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July 11, 2013
Proposal would lower lead reporting threshold

A revision lowering the lead emissions threshold that triggers reporting of a stationary source as an individual point rather than as part of a county-aggregate nonpoint source is included in a proposed package of amendments to the 2008 air emissions reporting requirements (AERR) rule by the EPA.  The proposed actions would affect states and local governments that are required to report certain air emissions or emissions-related data, which the EPA uses to build its national air emissions inventory.

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Some of the proposed changes are intended to reduce redundant or unnecessary reporting while others would align requirements with the implementation of electronic reporting.  The EPA says that, in general, the proposed amendments would reduce the reporting burden.

Proposed actions

The following specific changes are proposed:

  • Lead source threshold.  The current 5-tons-per-year (tpy) level that triggers point source reporting would be lowered to 0.50 tpy.  As with other required pollutants, the threshold determination for lead is based on potential to emit, although the emissions reported are actual.  The proposed AERR threshold for reporting lead would match the threshold in the revised ambient air monitoring requirements.  The EPA says that only about 30 additional facilities nationwide would need to be reported as point sources due to the proposed change since most sources emitting lead beyond the 0.50-tpy threshold are already reported as point sources due to their emissions of other criteria air pollutants.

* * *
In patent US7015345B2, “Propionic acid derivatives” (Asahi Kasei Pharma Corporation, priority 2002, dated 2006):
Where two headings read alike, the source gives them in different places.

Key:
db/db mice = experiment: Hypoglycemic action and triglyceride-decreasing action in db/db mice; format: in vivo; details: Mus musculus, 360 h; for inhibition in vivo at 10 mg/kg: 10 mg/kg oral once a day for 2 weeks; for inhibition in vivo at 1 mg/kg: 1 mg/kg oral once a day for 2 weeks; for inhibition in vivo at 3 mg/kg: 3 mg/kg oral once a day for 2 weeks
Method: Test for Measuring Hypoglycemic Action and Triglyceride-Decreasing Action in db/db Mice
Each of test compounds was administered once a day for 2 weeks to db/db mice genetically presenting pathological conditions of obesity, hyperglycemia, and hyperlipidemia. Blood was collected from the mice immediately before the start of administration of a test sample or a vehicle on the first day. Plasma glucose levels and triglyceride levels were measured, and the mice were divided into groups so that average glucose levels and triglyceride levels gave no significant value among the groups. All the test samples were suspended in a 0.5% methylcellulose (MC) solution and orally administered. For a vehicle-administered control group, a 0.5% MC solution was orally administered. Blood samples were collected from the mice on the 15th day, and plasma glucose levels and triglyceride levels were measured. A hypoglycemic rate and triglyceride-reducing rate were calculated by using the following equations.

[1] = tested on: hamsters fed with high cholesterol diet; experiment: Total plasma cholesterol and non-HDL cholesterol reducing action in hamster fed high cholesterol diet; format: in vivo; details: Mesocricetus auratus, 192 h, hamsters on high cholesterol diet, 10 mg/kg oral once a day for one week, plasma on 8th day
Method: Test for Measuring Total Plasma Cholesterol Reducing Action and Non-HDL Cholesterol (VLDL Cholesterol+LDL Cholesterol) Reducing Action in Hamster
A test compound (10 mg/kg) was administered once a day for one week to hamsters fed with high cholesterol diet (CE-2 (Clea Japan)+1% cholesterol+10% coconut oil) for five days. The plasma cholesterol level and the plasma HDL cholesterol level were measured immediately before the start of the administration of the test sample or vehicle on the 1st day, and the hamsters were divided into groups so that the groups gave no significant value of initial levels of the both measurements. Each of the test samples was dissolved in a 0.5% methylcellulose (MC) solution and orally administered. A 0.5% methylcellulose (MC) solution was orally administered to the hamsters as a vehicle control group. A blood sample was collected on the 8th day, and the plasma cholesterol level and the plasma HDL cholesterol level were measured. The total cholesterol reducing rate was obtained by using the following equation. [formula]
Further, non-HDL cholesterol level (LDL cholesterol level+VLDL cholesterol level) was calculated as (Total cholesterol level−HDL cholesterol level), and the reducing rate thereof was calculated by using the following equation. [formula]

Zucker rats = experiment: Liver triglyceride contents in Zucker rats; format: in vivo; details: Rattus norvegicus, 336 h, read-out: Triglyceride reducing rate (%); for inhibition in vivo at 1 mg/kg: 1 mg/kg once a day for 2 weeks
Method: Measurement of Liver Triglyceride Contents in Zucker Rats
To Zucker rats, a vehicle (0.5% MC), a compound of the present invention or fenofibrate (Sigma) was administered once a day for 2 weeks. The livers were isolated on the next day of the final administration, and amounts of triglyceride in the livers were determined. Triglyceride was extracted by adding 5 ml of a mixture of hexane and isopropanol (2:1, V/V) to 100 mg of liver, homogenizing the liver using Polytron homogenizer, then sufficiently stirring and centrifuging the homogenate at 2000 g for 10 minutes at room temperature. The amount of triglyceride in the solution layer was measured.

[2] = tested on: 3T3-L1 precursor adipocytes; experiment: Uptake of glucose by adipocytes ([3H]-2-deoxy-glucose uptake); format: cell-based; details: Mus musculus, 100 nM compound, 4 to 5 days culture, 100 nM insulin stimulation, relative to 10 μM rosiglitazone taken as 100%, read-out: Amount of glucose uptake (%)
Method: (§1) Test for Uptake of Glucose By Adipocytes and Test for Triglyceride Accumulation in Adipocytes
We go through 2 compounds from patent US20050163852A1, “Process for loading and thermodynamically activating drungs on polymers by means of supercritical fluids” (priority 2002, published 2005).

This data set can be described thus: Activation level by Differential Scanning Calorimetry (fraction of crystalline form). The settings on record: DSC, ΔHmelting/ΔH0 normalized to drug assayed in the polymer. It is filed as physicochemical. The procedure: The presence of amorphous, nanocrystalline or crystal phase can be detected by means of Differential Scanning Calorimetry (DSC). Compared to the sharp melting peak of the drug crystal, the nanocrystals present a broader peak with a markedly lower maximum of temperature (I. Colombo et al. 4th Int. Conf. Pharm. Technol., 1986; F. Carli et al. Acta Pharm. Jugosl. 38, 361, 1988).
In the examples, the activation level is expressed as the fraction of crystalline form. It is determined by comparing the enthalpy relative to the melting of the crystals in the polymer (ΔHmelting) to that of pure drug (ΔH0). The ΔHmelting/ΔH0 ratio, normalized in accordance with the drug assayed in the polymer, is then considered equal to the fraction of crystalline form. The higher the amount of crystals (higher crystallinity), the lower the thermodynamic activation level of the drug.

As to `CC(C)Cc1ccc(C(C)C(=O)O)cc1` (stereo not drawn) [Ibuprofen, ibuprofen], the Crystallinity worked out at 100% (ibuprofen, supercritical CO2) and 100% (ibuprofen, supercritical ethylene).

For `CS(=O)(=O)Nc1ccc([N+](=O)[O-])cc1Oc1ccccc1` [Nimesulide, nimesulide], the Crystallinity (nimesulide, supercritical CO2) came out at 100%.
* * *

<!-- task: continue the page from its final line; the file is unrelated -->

• Wildfires.  The requirement that states report emissions from wildfires and prescribed fires would be eliminated.  The EPA says it already provides nationwide estimates for wildfires and prescribed fires using information it has.
  • Emissions model inputs.  The proposal would replace the current requirement for states to report emissions for on-road and nonroad sources with a requirement that they report the input parameters that the EPA can use in its models to generate emissions values.  Reporting these emissions would become voluntary for states.  However, California and tribal agencies would continue to report emissions rather than model inputs because the EPA models are not applicable to California, and the county-specific inputs required by the emission inventory system (EIS) for these models are not applicable to tribal areas.
  • Daily and seasonal emissions.  The proposal would delete all the daily and seasonal emissions reporting requirements from the AERR and replace them with statements that the states can choose to meet the underlying requirements through reporting that is occurring under the NOx SIP Call rule, the Ozone NAAQS implementation rule, and the CO NAAQS implementation rule.
  • Consistency.  The following changes are proposed to simplify reporting and provide consistency between the AERR and the EIS:
    • Tables 1, 2a, 2b, and 2c in Appendix A of the AERR would be revised to clarify which sources must be reported and when.
    • Table 2a would be revised by adding new operating statuses to the AERR; specifically, facility site status, release point status, and unit stats, along with the year any of these three items change from operating to some other status.
    • Five new emissions elements would be added to Table 2b—shape identifiers, emissions type, reporting period type, emissions operating type, and emissions calculation method.
    • Data element names would be revised and usage conventions for four data elements related to emissions control devices for point source facility inventory items would be clarified. 
    • Some terms in point source facility inventory Table 2a would be revised to promote clarity and consistency with the EIS data system names.
  • Burden reduction.  Proposed changes would reduce reporting requirements applicable to exit gas velocity/flow rate and stack location. 

EPA’s proposed revisions to emissions inventory reporting requirements were published in the June 20, 2013, FR.

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